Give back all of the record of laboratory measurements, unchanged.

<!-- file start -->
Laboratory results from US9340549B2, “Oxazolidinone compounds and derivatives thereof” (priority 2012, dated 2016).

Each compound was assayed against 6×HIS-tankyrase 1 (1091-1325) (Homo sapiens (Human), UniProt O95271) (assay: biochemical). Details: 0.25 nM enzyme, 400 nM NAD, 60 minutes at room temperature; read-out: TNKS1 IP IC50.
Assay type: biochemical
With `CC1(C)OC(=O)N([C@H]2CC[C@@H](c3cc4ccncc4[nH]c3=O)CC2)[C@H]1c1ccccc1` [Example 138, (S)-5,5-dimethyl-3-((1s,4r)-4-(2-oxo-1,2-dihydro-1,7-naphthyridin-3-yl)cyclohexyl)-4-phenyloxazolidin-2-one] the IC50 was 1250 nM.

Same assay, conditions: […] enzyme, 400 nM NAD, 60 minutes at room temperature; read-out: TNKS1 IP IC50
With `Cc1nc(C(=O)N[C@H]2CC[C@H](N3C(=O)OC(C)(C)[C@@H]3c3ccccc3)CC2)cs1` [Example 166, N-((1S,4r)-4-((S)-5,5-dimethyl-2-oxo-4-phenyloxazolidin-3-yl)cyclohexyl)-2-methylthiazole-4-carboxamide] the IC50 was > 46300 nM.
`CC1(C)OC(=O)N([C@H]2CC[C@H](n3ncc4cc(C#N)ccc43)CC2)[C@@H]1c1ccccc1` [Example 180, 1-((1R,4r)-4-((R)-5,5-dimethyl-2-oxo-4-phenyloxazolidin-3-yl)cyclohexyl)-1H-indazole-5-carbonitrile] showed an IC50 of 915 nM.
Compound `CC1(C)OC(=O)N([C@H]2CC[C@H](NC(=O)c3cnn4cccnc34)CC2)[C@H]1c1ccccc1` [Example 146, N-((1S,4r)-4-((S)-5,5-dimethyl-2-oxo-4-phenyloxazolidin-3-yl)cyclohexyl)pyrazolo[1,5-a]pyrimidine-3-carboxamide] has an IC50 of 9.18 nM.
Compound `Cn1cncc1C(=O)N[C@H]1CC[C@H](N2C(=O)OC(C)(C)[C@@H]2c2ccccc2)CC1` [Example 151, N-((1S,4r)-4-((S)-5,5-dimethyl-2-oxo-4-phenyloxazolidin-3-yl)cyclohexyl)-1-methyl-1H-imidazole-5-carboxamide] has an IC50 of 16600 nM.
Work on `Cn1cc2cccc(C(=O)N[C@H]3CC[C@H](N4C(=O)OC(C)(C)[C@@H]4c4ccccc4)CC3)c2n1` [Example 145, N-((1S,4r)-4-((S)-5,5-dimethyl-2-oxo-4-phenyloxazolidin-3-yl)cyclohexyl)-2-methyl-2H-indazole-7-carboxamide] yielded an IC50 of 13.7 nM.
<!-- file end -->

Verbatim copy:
Laboratory results from US9340549B2, “Oxazolidinone compounds and derivatives thereof” (priority 2012, dated 2016).

Each compound was assayed against 6×HIS-tankyrase 1 (1091-1325) (Homo sapiens (Human), UniProt O95271) (assay: biochemical). Details: 0.25 nM enzyme, 400 nM NAD, 60 minutes at room temperature; read-out: TNKS1 IP IC50.
Assay type: biochemical
With `CC1(C)OC(=O)N([C@H]2CC[C@@H](c3cc4ccncc4[nH]c3=O)CC2)[C@H]1c1ccccc1` [Example 138, (S)-5,5-dimethyl-3-((1s,4r)-4-(2-oxo-1,2-dihydro-1,7-naphthyridin-3-yl)cyclohexyl)-4-phenyloxazolidin-2-one] the IC50 was 1250 nM.

Same assay, conditions: […] enzyme, 400 nM NAD, 60 minutes at room temperature; read-out: TNKS1 IP IC50
With `Cc1nc(C(=O)N[C@H]2CC[C@H](N3C(=O)OC(C)(C)[C@@H]3c3ccccc3)CC2)cs1` [Example 166, N-((1S,4r)-4-((S)-5,5-dimethyl-2-oxo-4-phenyloxazolidin-3-yl)cyclohexyl)-2-methylthiazole-4-carboxamide] the IC50 was > 46300 nM.
`CC1(C)OC(=O)N([C@H]2CC[C@H](n3ncc4cc(C#N)ccc43)CC2)[C@@H]1c1ccccc1` [Example 180, 1-((1R,4r)-4-((R)-5,5-dimethyl-2-oxo-4-phenyloxazolidin-3-yl)cyclohexyl)-1H-indazole-5-carbonitrile] showed an IC50 of 915 nM.
Compound `CC1(C)OC(=O)N([C@H]2CC[C@H](NC(=O)c3cnn4cccnc34)CC2)[C@H]1c1ccccc1` [Example 146, N-((1S,4r)-4-((S)-5,5-dimethyl-2-oxo-4-phenyloxazolidin-3-yl)cyclohexyl)pyrazolo[1,5-a]pyrimidine-3-carboxamide] has an IC50 of 9.18 nM.
Compound `Cn1cncc1C(=O)N[C@H]1CC[C@H](N2C(=O)OC(C)(C)[C@@H]2c2ccccc2)CC1` [Example 151, N-((1S,4r)-4-((S)-5,5-dimethyl-2-oxo-4-phenyloxazolidin-3-yl)cyclohexyl)-1-methyl-1H-imidazole-5-carboxamide] has an IC50 of 16600 nM.
Work on `Cn1cc2cccc(C(=O)N[C@H]3CC[C@H](N4C(=O)OC(C)(C)[C@@H]4c4ccccc4)CC3)c2n1` [Example 145, N-((1S,4r)-4-((S)-5,5-dimethyl-2-oxo-4-phenyloxazolidin-3-yl)cyclohexyl)-2-methyl-2H-indazole-7-carboxamide] yielded an IC50 of 13.7 nM.